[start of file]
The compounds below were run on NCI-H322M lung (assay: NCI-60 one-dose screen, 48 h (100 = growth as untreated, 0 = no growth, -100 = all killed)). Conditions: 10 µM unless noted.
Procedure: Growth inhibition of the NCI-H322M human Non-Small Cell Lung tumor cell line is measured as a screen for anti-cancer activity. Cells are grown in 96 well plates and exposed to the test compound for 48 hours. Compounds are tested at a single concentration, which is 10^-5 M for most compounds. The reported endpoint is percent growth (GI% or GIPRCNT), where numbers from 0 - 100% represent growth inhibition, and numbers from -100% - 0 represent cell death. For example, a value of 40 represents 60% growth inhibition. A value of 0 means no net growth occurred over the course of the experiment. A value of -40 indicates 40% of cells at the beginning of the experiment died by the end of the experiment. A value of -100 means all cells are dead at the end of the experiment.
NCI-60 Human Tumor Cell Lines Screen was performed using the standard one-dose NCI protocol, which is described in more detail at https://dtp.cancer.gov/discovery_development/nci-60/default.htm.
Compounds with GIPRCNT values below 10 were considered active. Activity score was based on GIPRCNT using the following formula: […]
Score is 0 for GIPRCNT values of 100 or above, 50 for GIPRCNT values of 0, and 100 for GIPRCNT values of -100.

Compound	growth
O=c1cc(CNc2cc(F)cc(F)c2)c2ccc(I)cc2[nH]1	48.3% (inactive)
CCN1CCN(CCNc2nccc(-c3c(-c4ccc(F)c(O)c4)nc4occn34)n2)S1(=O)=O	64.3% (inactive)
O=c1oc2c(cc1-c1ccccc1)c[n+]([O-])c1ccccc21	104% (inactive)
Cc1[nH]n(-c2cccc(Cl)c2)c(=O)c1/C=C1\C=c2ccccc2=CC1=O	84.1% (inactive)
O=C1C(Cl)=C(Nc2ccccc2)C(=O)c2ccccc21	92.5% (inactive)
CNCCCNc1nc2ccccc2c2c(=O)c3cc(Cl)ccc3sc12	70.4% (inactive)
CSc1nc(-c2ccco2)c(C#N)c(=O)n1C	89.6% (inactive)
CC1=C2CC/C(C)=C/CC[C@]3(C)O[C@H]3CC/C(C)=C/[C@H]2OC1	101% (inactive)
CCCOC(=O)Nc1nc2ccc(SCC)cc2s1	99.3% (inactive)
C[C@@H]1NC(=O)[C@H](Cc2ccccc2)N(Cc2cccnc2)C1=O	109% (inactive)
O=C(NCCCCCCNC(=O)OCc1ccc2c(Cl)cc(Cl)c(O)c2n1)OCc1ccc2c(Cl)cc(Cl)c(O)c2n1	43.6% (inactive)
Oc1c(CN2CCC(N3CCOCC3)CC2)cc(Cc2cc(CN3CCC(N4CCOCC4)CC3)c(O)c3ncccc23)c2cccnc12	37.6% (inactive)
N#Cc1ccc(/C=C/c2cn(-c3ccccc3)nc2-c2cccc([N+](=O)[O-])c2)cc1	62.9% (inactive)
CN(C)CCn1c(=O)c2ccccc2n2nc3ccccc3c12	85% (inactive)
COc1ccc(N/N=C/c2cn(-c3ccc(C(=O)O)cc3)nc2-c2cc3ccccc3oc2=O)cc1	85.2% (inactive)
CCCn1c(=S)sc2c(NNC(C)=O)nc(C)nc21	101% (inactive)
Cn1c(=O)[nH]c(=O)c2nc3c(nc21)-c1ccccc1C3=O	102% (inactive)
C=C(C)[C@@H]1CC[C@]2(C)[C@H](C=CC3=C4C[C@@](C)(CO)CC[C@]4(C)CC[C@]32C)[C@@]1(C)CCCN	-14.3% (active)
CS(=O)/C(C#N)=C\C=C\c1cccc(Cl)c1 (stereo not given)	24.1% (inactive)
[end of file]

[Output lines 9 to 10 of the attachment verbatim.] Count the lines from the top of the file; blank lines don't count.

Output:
O=c1oc2c(cc1-c1ccccc1)c[n+]([O-])c1ccccc21	104% (inactive)
Cc1[nH]n(-c2cccc(Cl)c2)c(=O)c1/C=C1\C=c2ccccc2=CC1=O	84.1% (inactive)